# simplify terms containing a exponential function

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### h_...@web.de

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Feb 24, 2021, 3:24:46 AMFeb 24
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Hello,

I treid this in a promt of a part (for clarity without variables e.g. for the minus sign):

$f(x) = 3 \cdot e ^ \simplify[std]{-2*x+1} + \simplify[std]{-x^2}$

It yields to a display with "... +-x^2". With a plus followed by a minus sign.

So I tried
$f(x) = \simplify[std]{3 * e ^ {-2*x+1} +{-x^2}}$
But this gives  an mathematical error from the part with e^ .

Is there a way to display this formula naturally?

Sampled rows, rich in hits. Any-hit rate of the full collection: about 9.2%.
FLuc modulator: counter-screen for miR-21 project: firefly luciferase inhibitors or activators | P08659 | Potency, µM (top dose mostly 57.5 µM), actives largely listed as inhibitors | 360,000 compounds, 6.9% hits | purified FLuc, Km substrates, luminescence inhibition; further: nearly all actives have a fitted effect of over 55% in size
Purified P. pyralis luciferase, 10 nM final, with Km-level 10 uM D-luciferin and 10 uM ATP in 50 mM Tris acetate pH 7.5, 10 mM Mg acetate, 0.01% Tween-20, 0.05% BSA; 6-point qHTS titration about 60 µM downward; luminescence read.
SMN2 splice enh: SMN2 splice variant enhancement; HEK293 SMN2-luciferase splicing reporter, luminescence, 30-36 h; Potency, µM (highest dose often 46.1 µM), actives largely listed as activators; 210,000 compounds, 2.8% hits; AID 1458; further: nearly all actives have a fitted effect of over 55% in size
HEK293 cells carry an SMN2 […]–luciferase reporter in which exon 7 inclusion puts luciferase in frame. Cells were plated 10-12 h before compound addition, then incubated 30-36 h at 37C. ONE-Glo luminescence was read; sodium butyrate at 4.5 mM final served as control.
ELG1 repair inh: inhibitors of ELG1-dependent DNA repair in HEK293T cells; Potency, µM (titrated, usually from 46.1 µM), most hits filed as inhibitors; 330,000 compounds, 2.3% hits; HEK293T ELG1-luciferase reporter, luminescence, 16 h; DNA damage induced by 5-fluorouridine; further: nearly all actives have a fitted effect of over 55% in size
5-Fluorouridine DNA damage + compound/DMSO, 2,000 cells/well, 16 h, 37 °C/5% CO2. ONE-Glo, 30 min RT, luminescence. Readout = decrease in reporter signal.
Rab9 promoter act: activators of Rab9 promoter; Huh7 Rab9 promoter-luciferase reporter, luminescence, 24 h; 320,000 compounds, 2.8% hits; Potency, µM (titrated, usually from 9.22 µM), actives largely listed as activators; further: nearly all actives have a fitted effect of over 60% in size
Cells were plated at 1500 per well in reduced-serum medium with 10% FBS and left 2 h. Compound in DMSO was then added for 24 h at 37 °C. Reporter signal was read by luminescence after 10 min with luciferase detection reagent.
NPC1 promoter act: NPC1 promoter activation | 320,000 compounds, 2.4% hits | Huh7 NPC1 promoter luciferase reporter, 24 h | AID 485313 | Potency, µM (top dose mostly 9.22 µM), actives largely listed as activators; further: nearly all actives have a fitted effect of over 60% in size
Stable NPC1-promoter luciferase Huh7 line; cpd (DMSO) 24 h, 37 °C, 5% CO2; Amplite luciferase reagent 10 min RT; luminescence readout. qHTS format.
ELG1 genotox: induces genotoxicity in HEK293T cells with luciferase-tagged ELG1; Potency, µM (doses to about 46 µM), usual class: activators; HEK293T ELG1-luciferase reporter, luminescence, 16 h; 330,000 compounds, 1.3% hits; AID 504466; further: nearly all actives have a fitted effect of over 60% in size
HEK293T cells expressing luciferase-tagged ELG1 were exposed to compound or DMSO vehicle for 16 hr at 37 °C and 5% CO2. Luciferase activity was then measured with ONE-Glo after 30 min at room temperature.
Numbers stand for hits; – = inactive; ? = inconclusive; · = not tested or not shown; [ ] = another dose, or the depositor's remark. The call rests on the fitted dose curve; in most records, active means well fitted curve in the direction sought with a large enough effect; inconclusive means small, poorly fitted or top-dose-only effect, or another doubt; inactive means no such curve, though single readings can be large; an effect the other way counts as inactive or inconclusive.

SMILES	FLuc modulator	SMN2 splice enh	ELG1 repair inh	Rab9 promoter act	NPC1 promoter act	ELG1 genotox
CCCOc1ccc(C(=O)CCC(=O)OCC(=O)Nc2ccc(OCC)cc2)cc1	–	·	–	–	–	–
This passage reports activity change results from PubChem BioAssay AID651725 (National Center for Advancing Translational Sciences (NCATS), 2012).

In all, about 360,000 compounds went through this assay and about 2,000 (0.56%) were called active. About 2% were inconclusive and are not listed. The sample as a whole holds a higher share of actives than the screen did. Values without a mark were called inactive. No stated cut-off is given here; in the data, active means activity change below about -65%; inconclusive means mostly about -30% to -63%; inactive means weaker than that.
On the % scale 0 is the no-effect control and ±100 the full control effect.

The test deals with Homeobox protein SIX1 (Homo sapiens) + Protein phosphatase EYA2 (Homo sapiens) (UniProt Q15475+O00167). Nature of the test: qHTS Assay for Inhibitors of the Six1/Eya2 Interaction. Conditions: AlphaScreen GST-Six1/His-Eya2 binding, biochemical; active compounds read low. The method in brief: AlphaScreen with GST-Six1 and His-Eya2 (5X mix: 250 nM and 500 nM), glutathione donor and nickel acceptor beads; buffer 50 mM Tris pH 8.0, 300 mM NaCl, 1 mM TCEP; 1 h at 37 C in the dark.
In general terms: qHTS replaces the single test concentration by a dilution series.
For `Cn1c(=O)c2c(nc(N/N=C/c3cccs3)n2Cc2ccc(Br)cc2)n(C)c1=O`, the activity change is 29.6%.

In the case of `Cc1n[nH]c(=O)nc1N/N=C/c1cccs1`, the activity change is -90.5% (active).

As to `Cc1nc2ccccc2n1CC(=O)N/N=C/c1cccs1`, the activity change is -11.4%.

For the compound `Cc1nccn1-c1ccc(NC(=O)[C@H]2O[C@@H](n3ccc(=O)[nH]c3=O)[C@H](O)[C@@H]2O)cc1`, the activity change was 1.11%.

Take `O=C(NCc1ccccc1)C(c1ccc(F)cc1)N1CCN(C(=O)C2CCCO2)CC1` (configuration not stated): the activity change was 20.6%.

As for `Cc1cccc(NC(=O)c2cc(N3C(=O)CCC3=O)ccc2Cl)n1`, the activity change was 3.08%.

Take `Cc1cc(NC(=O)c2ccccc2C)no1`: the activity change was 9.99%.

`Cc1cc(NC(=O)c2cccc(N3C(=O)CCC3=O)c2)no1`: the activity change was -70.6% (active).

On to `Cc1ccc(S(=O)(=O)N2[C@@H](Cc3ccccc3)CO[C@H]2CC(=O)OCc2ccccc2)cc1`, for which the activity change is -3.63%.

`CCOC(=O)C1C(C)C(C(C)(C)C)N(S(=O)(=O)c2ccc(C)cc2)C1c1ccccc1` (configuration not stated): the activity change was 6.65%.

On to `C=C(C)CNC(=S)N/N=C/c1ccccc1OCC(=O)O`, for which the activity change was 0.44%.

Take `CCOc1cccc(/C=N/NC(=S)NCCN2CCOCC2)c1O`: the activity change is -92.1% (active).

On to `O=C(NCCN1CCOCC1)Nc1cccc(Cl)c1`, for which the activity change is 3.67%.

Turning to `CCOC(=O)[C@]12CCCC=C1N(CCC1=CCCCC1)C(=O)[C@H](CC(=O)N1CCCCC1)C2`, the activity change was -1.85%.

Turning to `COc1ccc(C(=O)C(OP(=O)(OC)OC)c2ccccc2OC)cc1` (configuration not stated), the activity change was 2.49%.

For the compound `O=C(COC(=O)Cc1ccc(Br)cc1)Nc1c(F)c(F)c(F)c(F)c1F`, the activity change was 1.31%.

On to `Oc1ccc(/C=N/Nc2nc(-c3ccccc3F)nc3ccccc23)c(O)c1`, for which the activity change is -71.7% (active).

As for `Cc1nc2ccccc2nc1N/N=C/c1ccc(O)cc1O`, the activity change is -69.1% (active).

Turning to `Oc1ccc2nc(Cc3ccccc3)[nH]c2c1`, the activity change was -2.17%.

Thanks,
Helge

### Christian Lawson-Perfect

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Feb 24, 2021, 4:37:23 AMFeb 24
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Within \simplify, curly braces are used to substitute in variable values. Assuming you want to show the variable x, and it's not a question variable that you want to substitute, I think you should use parentheses, e.g.

$f(x) = \simplify[std]{ 3*e^(-2x+1) + (-x^2) }$

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### h_...@web.de

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Feb 24, 2021, 6:42:00 AMFeb 24
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Thank you! Now it works. My line is now with variables to substitute:

$f(x) = \simplify[std,!otherNumbers,!noLeadingMinus]{{c}e^({b}*x+{b}) + {a}x^{n} + {a}x^{n}}$

It doesn't matter, but I wonder why the first example "e ^ \simplify[std]{-2*x+1}" is working.

Sincerely, Helge
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